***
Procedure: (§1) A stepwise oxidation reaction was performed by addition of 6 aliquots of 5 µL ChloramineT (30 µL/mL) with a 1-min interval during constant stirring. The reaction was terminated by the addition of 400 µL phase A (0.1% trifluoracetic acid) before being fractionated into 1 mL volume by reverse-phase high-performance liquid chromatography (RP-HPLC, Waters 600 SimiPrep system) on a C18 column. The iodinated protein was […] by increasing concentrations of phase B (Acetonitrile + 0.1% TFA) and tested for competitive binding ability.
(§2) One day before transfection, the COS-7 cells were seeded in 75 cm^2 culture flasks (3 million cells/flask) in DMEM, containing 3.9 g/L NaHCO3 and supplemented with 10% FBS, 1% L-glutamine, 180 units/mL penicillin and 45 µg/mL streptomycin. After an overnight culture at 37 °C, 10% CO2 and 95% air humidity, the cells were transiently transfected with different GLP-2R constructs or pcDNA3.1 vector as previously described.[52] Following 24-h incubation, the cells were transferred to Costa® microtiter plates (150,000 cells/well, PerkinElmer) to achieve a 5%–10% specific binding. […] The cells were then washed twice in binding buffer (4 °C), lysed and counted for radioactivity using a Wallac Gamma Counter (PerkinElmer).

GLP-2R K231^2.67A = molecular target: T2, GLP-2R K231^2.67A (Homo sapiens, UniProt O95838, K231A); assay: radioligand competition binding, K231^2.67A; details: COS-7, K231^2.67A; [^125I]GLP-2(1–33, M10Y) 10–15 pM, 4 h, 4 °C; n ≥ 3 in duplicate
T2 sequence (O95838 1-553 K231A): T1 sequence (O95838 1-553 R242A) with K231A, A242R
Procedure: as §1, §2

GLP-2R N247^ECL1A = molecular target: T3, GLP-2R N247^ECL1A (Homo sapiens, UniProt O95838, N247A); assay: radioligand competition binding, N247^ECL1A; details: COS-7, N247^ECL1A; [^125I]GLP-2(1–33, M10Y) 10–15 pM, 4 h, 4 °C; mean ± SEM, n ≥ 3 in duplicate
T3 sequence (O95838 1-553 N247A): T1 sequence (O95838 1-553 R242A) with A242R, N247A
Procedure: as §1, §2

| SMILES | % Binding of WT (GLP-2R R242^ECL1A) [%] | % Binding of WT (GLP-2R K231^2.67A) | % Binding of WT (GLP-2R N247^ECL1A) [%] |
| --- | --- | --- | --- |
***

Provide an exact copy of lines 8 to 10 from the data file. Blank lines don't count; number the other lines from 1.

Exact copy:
Procedure: as §1, §2

| SMILES | % Binding of WT (GLP-2R R242^ECL1A) [%] | % Binding of WT (GLP-2R K231^2.67A) | % Binding of WT (GLP-2R N247^ECL1A) [%] |
| --- | --- | --- | --- |